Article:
SpaceX Starship Grounded Again

The FAA begins a third mishap investigation into SpaceX’s Starship rocket and Super Heavy booster, which were lost during a test Thursday.

In what feels increasingly like a bout of déjà vu, SpaceX’s Starship—the largest and most powerful rocket ever flown—has been grounded again.

The FAA on Thursday initiated its third mishap investigation into Starship after the 400-foot-tall spacecraft and booster were lost during its third orbital test flight. Both components are intended to be reusable.

Starship will remain grounded until the FAA concludes its investigation and awards a fresh launch license. However, Thursday’s flight undoubtedly built on previous Starship missions, during which the rocket and booster exploded minutes after takeoff. This time around, they flew halfway around the planet.

Starship stands taller than the Statue of Liberty and on Thursday generated nearly twice the thrust of NASA’s Space Launch System, which owned the previous record. Orbital test flights are intended to evaluate the spacecraft’s capabilities for NASA Artemis moon missions, which aim to return humans to the lunar surface for the first time in half a century.

Starship and the Super Heavy booster lifted off Thursday morning from Starbase, SpaceX’s launch pad in Boca Chica, Texas. The spacecraft generated 16 million pounds of thrust from 33 Raptor engines, the most ever in a rocket booster.

Unlike past attempts, Thursday’s mission, OT-3, traveled nearly halfway around the Earth as intended. For the first time, Starship reached space. But when the rocket reentered the atmosphere about 45 minutes into the mission, SpaceX lost communications. The company later said the vehicle did not survive reentry. Starship was intended to splash down in the Indian Ocean, and the booster in the Gulf of Mexico.

However, while not fully completed, the mission was vastly more successful than previous flights. Starship for the first time demonstrated the ability to reach orbital speeds and open its payload door—which could one day deploy Starlink satellites and other cargo—during flight.

Another crucial feat was a liquid oxygen transfer between two tanks, part of a NASA tipping-point demonstration and a key capability for missions to the moon and beyond.

A SpaceX representative estimated the company will need to complete 10 refueling missions before its Starship Human Landing System (HLS)—the capsule that will transport astronauts to the moon during Artemis III—can land on the lunar surface. The representative did not convey how many orbital test flights will be required, but Starship will need to complete at least one mission in full before moving to the next phase.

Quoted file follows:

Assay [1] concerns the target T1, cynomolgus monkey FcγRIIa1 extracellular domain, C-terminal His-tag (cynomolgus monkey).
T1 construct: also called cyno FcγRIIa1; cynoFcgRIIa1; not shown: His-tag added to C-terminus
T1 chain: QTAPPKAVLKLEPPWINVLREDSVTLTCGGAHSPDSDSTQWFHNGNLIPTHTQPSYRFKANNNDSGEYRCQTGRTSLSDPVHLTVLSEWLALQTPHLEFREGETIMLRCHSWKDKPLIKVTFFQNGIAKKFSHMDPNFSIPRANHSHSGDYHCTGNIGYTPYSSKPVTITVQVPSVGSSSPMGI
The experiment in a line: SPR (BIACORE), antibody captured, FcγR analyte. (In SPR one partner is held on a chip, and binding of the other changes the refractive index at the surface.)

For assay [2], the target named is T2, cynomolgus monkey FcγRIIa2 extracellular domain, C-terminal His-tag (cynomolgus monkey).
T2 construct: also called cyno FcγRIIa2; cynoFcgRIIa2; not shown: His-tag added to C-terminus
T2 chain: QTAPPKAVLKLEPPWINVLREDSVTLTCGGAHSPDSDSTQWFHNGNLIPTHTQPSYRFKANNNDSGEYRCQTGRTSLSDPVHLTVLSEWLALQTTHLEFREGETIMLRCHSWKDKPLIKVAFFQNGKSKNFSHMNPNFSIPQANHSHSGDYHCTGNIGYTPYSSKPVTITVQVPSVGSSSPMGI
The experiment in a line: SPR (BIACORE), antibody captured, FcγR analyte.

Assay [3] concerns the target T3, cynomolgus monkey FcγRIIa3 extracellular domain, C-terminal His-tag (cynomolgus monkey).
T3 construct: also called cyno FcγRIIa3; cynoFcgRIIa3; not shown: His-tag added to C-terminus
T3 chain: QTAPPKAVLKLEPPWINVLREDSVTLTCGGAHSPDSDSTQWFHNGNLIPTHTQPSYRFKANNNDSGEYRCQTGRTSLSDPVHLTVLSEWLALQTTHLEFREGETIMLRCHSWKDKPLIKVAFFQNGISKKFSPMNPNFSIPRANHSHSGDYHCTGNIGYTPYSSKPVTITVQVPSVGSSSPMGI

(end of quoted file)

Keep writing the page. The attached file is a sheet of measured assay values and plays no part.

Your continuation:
With three orbital test flights under Starship’s belt, SpaceX CEO Elon Musk on Tuesday predicted the rocket will complete six more this year—an unprecedented number for a new super heavy lift rocket.

Though the flight undoubtedly builds upon Starship’s previous missions, the FAA will nevertheless investigate the loss of communications, which it said affected both the rocket and booster.

A mishap investigation is standard whenever a launch does not go according to plan. The goal is to determine the root cause of the event and identify corrective actions to keep it from happening again.

The regulator said it would be involved in every step of the process. It will need to approve SpaceX’s final report, including any corrective actions the company intends to take, before a license can be reissued.

“A return to flight is based on the FAA determining that any system, process, or procedure related to the mishap does not affect public safety,” the agency said. “In addition, SpaceX may need to modify its license to incorporate any corrective actions and meet all other licensing requirements.”

No public injuries or property damage were reported from OT-3, the FAA said. That was not the case during Starship’s first test flight, which damaged buildings and sent plumes of ash and debris flying miles away.

The investigation into that incident closed within seven months, and the agency’s second inquiry was completed in just three months. Since Thursday’s test was far more successful than the previous two, and no injuries or damage were reported, the investigation timeline may be on the shorter side.

Accidents are not particularly uncommon for spacecraft. In fact, a Japanese rocket called Kairos and a Chinese model called Yuanzheng-1S both suffered anomalies this week. But the delays caused by Starship investigations may have implications for the Artemis missions.

NASA Administrator Bill Nelson congratulated SpaceX on Thursday’s test flight. But with Americans’ return to the moon aboard Artemis III now delayed to 2026, the agency will be expecting a usable Starship HLS by then. Jim Free, associate administrator of NASA, predicted vehicle’s development may take more time than previously thought.

Musk, meanwhile, has touted Starship as a ferry to Mars, envisioning trips to the Red Planet carrying hundreds of humans at a time. Those ambitions will depend on SpaceX ironing out the kinks with the 400-foot-tall rocket and booster.

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